In France, work regulations provide for the implementation of multidisciplinary occupational health teams working towards the prevention of occupational risks (study of exposure, provision of advice, promotion of occupational health, etc.) and, in cases in which occupational risk is not totally controlled, reinforced medical surveillance for subjects who are occupationally exposed to carcinogenic agents; however, precise details on the modalities of this surveillance are rarely provided. After retirement, the implementation of post-occupational surveillance is also scheduled. It is worth noting that, for many lung carcinogens and for the exposure to such agents, post-occupational surveillance (implemented in 1995 in France) continues to provide for lung X-rays once every 2 years but makes no reference to other imaging techniques (chest CAT (CT) scans in particular). It would therefore appear necessary to reassess the pertinence and frequency of the associated medical examinations involved in the surveillance of subjects exposed to these lung carcinogens. For past asbestos exposure, previous recommendations in 1999 and 2010 have been proposed in France to monitor only benign pleuropulmonary diseases [8, 9]. During post-occupational surveillance, chest CT scans are recommended for asbestos-exposed subjects at a frequency of every 5 to 10 years, depending on the cumulative asbestos exposure after a latency period. In Italy, Mastrangelo et al. proposed in 2013 methods to follow-up workers with past occupational exposure to asbestos [10]. According to results published by the National Lung Screening trial (NLST) (United States) [11], the efficacy of screening by chest CT scan is based on an annual renewal of the examination for populations of smokers with a consumption of over 30 pack-years who have stopped smoking for less than 15 years. Following the publication of the NLST results, recommendations and expert opinions have been published internationally [1221]. The majority recommends BPC screening by low-dose chest CT scan but in strictly controlled conditions. The pertinence of this type of screening, although assessed in a population of smokers, has not yet been evaluated in populations exposed to other lung carcinogens, in particular occupational carcinogens. The occupational origin of BPC is often difficult to determine within a context of frequently associated tobacco consumption due to the absence of any clinical, histological or evolutive specificity. Although imputability is difficult to establish at the individual level, the identification of occupational exposure to carcinogenic agents is nevertheless important, especially due to the medico-social consequences for the patients, as they can potentially obtain compensation for their condition as an occupational disease. This identification is equally essential for collective prevention in order to reinforce prevention in the workplace in the case of persistent exposure.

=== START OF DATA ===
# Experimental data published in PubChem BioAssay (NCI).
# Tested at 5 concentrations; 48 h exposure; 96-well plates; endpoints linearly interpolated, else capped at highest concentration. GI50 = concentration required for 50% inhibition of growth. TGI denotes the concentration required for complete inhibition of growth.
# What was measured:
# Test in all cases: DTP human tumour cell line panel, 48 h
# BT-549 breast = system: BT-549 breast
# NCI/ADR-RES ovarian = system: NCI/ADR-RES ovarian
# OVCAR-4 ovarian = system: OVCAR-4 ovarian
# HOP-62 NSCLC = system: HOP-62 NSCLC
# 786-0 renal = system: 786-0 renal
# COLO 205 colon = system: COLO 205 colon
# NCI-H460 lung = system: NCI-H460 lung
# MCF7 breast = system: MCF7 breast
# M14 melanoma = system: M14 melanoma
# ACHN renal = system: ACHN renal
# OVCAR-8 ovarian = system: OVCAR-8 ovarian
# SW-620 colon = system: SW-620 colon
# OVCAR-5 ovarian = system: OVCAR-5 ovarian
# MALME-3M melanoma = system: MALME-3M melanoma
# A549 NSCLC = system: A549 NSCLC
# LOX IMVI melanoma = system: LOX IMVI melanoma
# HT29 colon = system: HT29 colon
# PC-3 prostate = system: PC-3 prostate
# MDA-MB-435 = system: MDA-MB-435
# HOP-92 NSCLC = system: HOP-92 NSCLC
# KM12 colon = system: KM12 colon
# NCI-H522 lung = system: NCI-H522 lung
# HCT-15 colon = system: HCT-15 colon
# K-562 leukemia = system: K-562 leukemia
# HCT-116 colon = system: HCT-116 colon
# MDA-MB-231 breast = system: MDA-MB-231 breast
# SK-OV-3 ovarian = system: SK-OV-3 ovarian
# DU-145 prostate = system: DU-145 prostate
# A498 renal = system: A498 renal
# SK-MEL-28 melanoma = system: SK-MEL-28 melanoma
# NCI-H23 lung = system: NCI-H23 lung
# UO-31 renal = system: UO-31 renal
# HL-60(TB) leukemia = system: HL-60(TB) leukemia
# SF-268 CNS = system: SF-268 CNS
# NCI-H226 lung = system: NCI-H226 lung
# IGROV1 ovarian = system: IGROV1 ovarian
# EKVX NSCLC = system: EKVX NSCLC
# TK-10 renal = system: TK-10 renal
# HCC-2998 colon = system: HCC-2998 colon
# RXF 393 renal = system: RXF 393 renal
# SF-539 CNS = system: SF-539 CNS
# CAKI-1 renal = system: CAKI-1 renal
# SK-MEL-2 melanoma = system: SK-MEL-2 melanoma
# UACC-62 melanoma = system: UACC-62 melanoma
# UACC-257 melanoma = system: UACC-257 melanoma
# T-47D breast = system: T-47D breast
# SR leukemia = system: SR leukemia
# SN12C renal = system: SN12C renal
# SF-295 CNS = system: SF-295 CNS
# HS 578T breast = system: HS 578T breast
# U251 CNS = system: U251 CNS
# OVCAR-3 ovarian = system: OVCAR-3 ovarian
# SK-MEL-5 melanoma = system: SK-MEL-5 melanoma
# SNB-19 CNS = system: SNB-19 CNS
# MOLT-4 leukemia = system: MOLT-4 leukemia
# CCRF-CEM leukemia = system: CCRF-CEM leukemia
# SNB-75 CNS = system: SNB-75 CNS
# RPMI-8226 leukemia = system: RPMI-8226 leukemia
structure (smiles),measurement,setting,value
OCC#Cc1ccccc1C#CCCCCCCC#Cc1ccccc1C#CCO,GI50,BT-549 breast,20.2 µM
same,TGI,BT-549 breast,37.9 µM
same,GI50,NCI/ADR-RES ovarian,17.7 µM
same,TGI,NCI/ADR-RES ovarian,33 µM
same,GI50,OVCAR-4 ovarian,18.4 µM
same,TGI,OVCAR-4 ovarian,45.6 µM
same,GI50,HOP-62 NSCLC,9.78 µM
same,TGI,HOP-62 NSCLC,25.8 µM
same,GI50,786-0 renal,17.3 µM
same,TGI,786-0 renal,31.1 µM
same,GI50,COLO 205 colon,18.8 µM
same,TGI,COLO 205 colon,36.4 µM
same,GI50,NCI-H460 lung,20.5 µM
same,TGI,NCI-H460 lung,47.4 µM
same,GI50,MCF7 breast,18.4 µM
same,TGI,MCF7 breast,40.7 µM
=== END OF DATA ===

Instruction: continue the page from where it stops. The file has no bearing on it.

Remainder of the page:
The aim of this work is to draft recommendations for the medico-professional surveillance of workers exposed or having been exposed to lung carcinogens using the “Clinical Practice Guidelines” method [22].

Methods

Subjects included in these recommendations are all workers exposed or having been exposed to lung carcinogens, whether they are active or inactive and regardless of the type of current or former work contract or professional status. The occupational carcinogens studied were occupational carcinogens classified by the WHO (World Health Organization) IARC as carcinogenic to humans (group 1) with sufficient evidence in humans regarding lung cancer.

The subject of our study is vast and raises a number of questions and sub-questions. The available scientific data are highly dispersed and difficult to summarize. In this situation, the most appropriate method, recommended by the HAS (French National Authority for Health), appears to be the “Clinical Practice Guidelines” method [22]. An analysis and critical synthesis of the scientific literature were conducted according to the principles of critical reading to attribute a level of scientific proof to each article based on the classifications proposed by the HAS [23] (Table 1).
Table 1

Recommendation grading

Level of scientific proof provided by the literature (for clinical studies)

Recommendation grading

Level 1

High-power randomised comparative studies

Meta-analysis of randomised comparative studies

Decision analysis based on well-conducted studies

A

Scientific proof established

Level 2

Low-power randomised comparative studies

Well-conducted non-randomised comparative studies

Cohort studies

B

Scientific proof presumed

Level 3

Case–control studies

C

Low level of proof

Level 4

Comparative studies with major bias

Retrospective studies

Case series

Descriptive epidemiological studies (cross-sectional, longitudinal)

No randomized comparative studies have been conducted on occupational risk factors in the workplace. However, there have been several “well-conducted” studies, taking into account confounding factors and potential dose–response relationships, that report concordant results. We first selected meta-analyses or systematic reviews of well-conducted cohorts offering level 2 scientific proof, then cohort studies offering level 2 scientific proof and, finally, case–control studies offering level 3 scientific proof. The associated recommendation grades are illustrated in Table 1.